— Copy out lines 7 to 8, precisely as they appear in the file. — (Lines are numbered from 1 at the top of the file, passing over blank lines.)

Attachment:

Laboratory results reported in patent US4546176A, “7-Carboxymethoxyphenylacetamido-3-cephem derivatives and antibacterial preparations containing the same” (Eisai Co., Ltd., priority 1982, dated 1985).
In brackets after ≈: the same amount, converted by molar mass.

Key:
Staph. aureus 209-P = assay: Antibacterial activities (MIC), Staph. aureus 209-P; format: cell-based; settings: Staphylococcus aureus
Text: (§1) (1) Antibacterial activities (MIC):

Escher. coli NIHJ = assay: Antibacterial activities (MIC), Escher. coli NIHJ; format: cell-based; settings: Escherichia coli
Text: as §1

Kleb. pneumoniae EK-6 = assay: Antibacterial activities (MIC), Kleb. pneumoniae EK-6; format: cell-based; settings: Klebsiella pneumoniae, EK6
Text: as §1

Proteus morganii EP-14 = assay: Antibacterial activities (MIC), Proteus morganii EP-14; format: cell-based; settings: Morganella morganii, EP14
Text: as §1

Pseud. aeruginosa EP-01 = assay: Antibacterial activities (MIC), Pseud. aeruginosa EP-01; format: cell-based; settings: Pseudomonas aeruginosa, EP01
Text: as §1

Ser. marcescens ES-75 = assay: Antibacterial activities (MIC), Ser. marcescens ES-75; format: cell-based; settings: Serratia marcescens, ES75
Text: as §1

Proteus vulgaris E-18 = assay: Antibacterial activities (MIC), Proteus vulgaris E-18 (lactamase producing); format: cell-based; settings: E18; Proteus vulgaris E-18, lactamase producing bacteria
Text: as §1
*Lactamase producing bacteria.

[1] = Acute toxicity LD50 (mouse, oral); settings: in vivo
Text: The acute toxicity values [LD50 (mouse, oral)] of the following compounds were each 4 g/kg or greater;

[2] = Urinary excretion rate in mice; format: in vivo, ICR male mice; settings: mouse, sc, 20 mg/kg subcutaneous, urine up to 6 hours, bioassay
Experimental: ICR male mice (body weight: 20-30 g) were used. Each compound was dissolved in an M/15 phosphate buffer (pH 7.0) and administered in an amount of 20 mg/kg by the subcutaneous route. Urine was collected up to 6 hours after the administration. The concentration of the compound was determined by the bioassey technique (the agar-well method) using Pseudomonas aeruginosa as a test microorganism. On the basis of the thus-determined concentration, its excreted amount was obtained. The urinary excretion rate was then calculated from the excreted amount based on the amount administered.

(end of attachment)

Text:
Text: as §1

Kleb. pneumoniae EK-6 = assay: Antibacterial activities (MIC), Kleb. pneumoniae EK-6; format: cell-based; settings: Klebsiella pneumoniae, EK6